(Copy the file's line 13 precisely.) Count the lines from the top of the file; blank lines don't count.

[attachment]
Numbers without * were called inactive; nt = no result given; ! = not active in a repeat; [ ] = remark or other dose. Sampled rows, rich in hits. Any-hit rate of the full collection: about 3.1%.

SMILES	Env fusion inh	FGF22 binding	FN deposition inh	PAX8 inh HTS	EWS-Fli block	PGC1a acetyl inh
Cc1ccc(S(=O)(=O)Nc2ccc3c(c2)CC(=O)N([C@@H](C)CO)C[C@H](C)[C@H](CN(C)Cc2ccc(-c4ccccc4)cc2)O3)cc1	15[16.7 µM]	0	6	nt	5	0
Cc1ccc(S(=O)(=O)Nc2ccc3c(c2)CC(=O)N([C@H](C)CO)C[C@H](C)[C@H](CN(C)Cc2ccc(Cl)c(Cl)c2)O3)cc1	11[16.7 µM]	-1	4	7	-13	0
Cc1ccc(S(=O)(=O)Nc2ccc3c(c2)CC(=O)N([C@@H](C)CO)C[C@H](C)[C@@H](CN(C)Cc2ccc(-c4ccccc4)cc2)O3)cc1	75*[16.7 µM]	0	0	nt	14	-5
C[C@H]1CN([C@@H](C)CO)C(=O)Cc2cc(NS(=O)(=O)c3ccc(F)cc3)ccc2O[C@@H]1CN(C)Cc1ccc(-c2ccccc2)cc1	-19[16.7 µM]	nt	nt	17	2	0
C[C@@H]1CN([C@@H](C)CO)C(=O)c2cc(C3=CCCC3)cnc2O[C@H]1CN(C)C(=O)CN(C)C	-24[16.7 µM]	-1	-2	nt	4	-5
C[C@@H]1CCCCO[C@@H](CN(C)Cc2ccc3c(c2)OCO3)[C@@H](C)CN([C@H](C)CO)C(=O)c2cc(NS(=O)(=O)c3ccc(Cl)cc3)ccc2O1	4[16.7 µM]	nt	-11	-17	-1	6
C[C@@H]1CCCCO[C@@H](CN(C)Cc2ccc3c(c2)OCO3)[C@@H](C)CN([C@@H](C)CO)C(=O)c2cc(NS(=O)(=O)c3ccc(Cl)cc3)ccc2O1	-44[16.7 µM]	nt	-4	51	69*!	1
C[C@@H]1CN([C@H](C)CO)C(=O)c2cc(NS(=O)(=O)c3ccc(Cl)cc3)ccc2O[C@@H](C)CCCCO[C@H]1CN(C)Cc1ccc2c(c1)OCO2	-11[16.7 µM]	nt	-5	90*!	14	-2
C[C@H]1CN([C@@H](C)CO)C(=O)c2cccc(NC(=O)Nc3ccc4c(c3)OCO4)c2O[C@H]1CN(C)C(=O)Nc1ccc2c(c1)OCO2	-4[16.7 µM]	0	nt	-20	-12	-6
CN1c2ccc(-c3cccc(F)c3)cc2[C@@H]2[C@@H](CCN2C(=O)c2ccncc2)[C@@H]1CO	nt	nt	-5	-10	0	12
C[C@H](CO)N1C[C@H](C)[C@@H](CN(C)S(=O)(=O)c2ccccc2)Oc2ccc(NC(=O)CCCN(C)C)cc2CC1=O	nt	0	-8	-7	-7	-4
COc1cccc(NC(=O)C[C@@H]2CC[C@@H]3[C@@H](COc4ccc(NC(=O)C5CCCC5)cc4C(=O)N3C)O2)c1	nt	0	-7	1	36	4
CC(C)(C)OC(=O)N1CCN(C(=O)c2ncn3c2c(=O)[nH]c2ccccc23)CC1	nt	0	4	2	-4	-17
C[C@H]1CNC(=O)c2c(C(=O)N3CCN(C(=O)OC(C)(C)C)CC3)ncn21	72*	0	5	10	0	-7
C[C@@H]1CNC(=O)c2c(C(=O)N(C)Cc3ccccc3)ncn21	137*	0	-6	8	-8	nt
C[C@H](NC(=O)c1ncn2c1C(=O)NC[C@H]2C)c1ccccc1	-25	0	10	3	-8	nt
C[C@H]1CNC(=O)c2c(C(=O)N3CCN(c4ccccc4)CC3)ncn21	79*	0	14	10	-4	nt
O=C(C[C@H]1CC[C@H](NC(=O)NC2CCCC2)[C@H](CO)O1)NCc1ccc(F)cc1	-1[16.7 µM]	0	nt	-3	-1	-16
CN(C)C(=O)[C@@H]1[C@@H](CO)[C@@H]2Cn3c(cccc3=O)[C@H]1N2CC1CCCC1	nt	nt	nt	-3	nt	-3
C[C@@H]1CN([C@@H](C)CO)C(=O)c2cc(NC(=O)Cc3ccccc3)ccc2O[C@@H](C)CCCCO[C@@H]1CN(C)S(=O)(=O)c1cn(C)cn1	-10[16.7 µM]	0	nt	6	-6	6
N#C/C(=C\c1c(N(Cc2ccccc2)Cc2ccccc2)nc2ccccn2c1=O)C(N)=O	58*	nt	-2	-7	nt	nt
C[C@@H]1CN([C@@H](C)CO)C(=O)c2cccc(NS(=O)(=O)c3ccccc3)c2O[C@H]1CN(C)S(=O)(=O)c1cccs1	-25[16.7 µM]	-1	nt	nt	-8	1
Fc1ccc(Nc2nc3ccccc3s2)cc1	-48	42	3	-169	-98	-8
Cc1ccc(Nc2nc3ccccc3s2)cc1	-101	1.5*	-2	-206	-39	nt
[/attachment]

C[C@H](CO)N1C[C@H](C)[C@@H](CN(C)S(=O)(=O)c2ccccc2)Oc2ccc(NC(=O)CCCN(C)C)cc2CC1=O	nt	0	-8	-7	-7	-4